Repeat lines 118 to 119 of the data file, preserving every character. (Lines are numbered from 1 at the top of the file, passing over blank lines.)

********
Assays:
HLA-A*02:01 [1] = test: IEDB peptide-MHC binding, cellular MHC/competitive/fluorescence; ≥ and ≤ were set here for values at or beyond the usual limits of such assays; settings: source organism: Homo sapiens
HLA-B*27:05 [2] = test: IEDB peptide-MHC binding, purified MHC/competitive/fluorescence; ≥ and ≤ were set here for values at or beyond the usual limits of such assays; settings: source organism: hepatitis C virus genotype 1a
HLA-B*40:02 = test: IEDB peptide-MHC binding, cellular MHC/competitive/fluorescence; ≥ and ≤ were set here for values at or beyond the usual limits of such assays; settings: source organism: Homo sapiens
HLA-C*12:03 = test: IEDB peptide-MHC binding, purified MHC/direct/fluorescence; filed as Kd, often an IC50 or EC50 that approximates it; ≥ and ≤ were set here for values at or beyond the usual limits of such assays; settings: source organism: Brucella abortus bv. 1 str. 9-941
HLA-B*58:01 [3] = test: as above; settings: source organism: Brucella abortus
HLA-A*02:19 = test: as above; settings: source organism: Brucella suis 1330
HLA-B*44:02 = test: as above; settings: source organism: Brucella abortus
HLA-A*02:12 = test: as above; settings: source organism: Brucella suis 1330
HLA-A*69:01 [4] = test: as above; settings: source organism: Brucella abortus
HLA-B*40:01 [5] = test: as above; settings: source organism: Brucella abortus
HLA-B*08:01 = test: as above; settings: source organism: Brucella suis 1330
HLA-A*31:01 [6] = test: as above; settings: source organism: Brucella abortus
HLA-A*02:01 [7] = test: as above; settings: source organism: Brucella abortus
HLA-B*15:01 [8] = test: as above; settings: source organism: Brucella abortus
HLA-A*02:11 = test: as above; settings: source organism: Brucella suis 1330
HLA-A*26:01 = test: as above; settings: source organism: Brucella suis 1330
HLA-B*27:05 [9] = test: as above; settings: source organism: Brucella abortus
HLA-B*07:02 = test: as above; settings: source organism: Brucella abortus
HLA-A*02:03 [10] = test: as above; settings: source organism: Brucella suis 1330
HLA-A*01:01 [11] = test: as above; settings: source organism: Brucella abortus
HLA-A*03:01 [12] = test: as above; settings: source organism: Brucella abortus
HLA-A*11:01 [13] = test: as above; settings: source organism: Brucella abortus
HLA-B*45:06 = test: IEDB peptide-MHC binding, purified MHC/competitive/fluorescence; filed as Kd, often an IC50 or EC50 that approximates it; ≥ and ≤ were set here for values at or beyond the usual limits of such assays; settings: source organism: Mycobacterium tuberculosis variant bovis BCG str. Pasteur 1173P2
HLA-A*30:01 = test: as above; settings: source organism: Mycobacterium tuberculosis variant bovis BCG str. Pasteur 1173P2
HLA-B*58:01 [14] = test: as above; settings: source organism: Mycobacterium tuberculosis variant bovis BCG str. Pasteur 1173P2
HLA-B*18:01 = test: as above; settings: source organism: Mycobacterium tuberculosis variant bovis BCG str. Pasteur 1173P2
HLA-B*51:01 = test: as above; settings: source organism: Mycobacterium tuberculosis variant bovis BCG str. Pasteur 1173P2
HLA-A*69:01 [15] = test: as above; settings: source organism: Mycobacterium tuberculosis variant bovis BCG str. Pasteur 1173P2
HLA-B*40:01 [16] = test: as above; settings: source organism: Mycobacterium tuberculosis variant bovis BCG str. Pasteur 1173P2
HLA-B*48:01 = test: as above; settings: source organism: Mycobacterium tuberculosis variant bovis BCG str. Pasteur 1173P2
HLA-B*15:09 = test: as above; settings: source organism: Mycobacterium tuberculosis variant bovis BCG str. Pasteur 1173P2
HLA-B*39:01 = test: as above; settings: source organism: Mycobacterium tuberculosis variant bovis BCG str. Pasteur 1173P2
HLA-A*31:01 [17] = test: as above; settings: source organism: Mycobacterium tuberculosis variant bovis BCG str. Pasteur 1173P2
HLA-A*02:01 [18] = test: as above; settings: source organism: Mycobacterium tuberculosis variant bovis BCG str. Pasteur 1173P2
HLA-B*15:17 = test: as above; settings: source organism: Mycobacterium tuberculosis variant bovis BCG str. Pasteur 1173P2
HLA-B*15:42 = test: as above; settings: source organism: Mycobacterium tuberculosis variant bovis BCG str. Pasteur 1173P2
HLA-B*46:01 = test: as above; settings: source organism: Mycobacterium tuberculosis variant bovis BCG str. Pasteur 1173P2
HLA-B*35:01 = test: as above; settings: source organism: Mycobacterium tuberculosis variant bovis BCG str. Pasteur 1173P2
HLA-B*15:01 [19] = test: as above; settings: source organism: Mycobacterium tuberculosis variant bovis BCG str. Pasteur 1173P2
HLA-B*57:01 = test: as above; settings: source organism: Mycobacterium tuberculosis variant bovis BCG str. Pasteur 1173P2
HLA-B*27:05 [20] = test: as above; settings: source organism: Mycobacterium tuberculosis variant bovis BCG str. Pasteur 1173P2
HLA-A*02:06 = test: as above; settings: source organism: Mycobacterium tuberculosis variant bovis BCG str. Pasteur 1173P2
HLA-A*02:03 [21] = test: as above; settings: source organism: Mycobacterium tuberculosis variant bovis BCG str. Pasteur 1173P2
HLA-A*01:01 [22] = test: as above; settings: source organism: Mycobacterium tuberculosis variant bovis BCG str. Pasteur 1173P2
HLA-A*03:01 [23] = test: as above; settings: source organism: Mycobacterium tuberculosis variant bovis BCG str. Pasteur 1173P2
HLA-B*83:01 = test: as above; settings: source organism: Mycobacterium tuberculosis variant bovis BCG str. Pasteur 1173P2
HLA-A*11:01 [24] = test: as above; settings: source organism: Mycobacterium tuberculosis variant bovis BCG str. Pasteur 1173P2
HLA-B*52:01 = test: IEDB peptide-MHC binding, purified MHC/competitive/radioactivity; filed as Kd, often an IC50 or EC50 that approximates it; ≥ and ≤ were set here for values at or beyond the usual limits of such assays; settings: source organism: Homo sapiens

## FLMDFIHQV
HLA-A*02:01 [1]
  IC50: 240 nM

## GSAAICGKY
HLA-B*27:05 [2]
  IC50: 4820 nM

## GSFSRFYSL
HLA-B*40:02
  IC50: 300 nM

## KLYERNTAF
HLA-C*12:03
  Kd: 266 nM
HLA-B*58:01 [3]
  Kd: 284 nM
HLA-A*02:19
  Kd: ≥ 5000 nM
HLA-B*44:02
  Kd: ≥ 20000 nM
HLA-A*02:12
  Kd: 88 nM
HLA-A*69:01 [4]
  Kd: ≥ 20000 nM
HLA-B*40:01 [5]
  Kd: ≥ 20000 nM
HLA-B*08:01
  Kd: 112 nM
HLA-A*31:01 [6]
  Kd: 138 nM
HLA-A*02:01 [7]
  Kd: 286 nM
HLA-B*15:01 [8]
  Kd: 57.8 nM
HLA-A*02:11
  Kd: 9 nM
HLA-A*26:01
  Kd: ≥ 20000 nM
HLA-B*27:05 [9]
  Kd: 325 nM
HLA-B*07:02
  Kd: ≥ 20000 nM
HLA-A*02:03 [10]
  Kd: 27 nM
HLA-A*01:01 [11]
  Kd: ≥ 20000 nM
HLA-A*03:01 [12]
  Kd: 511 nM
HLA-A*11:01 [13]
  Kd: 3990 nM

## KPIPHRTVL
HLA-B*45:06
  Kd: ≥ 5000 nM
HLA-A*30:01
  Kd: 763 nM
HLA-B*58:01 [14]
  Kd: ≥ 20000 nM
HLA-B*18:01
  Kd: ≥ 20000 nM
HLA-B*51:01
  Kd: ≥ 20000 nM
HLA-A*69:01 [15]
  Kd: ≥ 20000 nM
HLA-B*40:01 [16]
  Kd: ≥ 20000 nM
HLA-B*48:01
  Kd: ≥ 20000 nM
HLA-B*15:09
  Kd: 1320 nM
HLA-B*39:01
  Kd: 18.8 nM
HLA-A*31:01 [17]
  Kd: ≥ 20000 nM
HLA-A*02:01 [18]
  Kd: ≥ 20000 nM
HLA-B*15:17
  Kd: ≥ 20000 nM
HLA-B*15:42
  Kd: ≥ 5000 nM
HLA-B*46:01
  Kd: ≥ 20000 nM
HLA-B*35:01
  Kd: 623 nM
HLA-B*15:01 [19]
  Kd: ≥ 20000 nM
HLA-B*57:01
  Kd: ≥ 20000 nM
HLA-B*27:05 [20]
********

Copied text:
  Kd: 18.8 nM
HLA-A*31:01 [17]